Talk:Normal Consciousness

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Plato's Cave...

William James

Reports a Connection Experience, induced with Nitrous Oxide, wherein he speaks about "normal waking consciousness" and its how it different than other forms of consciousness which lie separated by the "filmiest of screens."[1].

One conclusion was forced upon my mind at that time, and my impression of its truth has ever since remained unshaken. It is that our normal waking consciousness, rational consciousness as we call it, is but one special type of consciousness, whilst all about it, parted from it by the filmiest of screens, there lie potential forms of consciousness entirely different. We may go through life without suspecting their existence; but apply the requisite stimulus, and at a touch they are there in all their completeness, definite types of mentality which probably somewhere have their field of application and adaptation. No account of the universe in its totality can be final which leaves these other forms of consciousness quite disregarded. How to regard them is the question—for they are so discontinuous with ordinary consciousness.[2]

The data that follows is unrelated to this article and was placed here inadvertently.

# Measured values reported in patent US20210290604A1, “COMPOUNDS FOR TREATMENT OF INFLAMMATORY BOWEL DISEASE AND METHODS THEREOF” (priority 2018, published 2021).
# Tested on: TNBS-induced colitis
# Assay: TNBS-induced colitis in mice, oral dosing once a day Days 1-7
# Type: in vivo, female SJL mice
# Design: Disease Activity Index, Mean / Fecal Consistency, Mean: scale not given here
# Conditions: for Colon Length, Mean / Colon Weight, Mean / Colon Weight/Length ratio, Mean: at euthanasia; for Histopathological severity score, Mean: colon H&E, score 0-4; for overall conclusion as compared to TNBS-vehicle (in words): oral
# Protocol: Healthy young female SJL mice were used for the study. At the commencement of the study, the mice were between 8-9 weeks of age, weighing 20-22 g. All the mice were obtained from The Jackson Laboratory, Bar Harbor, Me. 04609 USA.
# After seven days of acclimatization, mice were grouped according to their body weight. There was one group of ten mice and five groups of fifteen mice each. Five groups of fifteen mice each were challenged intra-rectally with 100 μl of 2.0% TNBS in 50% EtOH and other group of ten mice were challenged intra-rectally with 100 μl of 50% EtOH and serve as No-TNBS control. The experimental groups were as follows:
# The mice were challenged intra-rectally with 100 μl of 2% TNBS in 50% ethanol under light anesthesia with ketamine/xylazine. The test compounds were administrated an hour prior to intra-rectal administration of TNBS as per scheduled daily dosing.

Alan Watts

Describes normal consciousness thusly:

...our normal perception and valuation of the world is a subjective but collective nightmare. They suggest that our ordinary sense of practical reality—of the world as seen on Monday morning—is a construct of socialized conditioning and repression, a system of selective inattention whereby we are taught to screen out aspects and relations within nature which do not accord with the rules of the game of civilized life.[3]

References

  1. James, William. Varieties of Religious Experience, a Study in Human Nature (p. 337). Kindle Edition.
  2. James, William. Varieties of Religious Experience, a Study in Human Nature (p. 337). Kindle Edition.
  3. Watts, Alan W.. This Is It (pp. 24-25). Knopf Doubleday Publishing Group. Kindle Edition.